Many often site Vodka as being the most bland, boring spirit around. Many see it as being good for nothing other than shots or mixing into cocktails. Now, for the most part this is fairly pointed out and correct but there is a growing group of distillers around the world that are making Vodkas so great, so pure, so smooth that it would be a sin to mix them into a sugar-laden cocktail.
Vodka has a long history, perhaps longer than any other spirit type. As many know it was the Russians and the Polish whom were the very first to distill a vodka. This dates back way into the Middle Ages though knowledge quickly spread out through continental Europe during the 13th and 14th centuries. Due to the extreme cold of Russia's climate the diets consisted of a lot of high-fat and high-calorie foods which could be hard to digest. Vodka was always drunk with food, chilled and neat, in order to aid with digestion. This still takes place throughout Russia though there is now more of a social aspect attached to the drinking of it, which is a concept created in the 17th century where it was customary to serve the highest quality Vodka in the land at Russian Imperial banquets.
One of the greatest aspects of Vodka is that it can largely be made from anything. As long as the base materials have fermentable sugars within them, it can be distilled. Most commonplace ingredients are high starch foods like potatoes and grains, such as wheat. Though, nowadays many Vodka producers will use whatever is handy with fruits, sugar cane, milk solids etc. These are then fermented till about 8-10% abv producing the 'wash'. The wash is then distilled into a pure and clean spirit: Vodka.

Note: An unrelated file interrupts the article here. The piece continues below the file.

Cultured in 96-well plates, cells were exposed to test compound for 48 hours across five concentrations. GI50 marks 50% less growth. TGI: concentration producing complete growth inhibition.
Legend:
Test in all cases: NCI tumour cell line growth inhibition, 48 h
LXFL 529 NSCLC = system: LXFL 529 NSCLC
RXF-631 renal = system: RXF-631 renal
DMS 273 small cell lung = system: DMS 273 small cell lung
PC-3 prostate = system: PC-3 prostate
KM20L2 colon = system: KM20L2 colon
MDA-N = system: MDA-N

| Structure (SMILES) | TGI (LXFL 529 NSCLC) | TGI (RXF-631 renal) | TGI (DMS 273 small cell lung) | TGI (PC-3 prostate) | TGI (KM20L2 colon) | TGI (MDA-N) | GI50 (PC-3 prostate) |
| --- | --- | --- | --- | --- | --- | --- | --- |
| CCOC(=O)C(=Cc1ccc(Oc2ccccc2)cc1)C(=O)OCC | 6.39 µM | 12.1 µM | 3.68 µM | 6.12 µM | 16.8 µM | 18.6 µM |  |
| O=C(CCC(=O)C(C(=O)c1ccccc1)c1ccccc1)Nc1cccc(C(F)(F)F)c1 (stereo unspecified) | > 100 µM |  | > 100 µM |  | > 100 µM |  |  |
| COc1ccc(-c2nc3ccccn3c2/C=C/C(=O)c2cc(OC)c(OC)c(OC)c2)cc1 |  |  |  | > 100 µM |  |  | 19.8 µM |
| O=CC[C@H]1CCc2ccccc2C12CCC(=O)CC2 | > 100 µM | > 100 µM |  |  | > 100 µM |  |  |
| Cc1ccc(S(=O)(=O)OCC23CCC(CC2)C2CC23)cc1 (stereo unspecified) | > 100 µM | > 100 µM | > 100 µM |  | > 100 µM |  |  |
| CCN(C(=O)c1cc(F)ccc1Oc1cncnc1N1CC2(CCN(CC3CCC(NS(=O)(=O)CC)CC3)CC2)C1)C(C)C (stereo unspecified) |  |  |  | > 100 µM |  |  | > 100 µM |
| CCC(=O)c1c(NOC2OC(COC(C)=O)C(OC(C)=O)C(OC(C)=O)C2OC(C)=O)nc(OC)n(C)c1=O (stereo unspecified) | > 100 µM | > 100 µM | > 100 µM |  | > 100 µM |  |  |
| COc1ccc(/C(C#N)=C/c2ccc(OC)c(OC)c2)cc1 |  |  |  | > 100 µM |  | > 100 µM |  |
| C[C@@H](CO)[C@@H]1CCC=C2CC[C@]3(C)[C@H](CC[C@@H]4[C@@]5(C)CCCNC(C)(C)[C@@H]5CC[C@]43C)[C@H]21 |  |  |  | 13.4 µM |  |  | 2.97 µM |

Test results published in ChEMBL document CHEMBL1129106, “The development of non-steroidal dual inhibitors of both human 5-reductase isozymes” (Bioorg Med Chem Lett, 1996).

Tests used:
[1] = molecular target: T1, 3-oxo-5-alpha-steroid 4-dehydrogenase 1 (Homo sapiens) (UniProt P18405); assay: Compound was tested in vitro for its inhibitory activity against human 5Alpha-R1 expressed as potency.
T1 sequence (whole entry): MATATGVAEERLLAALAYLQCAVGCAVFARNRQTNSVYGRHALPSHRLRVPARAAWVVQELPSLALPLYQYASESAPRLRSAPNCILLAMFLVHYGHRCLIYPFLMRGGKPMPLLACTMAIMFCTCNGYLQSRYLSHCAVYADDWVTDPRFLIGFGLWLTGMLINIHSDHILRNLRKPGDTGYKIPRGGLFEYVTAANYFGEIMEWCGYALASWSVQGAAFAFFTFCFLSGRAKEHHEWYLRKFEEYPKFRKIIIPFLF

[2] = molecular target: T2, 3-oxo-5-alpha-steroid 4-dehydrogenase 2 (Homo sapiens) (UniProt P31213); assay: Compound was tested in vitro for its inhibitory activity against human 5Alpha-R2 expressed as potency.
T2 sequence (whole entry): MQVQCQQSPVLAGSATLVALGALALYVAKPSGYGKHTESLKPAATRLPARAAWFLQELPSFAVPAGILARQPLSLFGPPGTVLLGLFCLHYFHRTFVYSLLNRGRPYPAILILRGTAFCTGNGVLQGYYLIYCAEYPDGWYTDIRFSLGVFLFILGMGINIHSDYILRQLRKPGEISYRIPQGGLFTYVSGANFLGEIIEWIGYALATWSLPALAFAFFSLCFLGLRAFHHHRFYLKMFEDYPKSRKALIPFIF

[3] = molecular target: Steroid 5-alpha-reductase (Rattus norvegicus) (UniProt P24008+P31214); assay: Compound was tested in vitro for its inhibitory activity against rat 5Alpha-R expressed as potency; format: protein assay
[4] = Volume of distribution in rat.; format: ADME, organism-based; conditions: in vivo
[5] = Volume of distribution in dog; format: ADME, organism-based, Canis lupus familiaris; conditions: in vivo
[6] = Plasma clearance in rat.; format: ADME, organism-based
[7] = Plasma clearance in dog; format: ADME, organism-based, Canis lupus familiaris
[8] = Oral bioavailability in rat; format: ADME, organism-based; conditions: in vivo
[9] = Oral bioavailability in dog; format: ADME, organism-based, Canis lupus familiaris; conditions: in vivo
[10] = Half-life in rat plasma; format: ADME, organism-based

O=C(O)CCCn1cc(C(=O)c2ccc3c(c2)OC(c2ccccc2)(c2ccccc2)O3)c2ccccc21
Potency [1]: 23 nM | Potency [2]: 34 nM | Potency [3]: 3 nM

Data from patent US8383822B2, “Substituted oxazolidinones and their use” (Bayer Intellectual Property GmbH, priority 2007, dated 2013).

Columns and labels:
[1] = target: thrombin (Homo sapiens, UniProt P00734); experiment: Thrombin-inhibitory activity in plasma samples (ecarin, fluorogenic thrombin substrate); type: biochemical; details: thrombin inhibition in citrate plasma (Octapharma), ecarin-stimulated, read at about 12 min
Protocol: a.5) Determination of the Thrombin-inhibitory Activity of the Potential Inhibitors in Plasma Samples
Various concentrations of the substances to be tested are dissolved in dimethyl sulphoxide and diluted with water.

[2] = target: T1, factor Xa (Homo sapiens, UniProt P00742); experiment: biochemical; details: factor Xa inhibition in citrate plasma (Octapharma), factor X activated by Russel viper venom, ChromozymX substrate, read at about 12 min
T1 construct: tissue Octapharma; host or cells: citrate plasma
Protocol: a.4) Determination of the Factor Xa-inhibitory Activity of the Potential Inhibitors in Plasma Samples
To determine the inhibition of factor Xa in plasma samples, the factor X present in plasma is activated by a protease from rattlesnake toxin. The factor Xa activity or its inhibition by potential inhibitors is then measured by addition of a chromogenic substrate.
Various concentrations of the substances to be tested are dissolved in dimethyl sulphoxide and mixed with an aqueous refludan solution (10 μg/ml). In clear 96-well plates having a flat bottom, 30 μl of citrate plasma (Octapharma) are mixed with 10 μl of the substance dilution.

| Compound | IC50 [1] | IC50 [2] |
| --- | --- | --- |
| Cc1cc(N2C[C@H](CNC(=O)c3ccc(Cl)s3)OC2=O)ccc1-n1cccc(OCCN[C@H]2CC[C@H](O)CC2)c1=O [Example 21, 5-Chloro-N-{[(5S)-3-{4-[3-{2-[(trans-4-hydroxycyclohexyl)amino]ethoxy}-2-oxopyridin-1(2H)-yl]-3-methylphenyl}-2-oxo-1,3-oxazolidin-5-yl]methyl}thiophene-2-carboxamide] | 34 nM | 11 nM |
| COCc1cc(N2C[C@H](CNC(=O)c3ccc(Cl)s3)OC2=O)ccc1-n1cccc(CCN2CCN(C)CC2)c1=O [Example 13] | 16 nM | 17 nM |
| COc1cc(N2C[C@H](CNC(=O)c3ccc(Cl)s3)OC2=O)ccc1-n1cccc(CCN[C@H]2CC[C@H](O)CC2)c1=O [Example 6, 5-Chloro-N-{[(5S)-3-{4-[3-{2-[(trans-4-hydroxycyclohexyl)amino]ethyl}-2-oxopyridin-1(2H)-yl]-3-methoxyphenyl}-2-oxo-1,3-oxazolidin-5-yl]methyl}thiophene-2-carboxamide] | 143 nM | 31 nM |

Water is one of the most important factors in making a quality Vodka. This is for two reasons: 1) it is used for the fermentation of the base materials - and can help to extract aromatic molecules in this way, and 2) it is used to water down the distillate into the finished Vodka. Water sourced from high quality springs is used as a marketing point of difference as it truly does make a large difference to the resulting Vodka, and the quality of said product. During the distillation many mass-produced Vodkas will be distilled and re-distilled to ensure a bland, neutral product. Those that aren't, the high quality and craft-minded spirits, aren't redistilled as many times and retain a lot more flavours from their base material. The water added in to bring down the spirit to around 40% abv is important as it needs to be aromatically beneficial and match with the flavours in the spirit base.
Most Vodka is plain and pure, though there is a growing market for flavoured Vodkas. These can be done in two ways: maceration or through the addition of flavourings/essences. With maceration, the finished vodka will be left to a tank with the desired fruits or herbs for a period of a few weeks, then goes on to be bottled.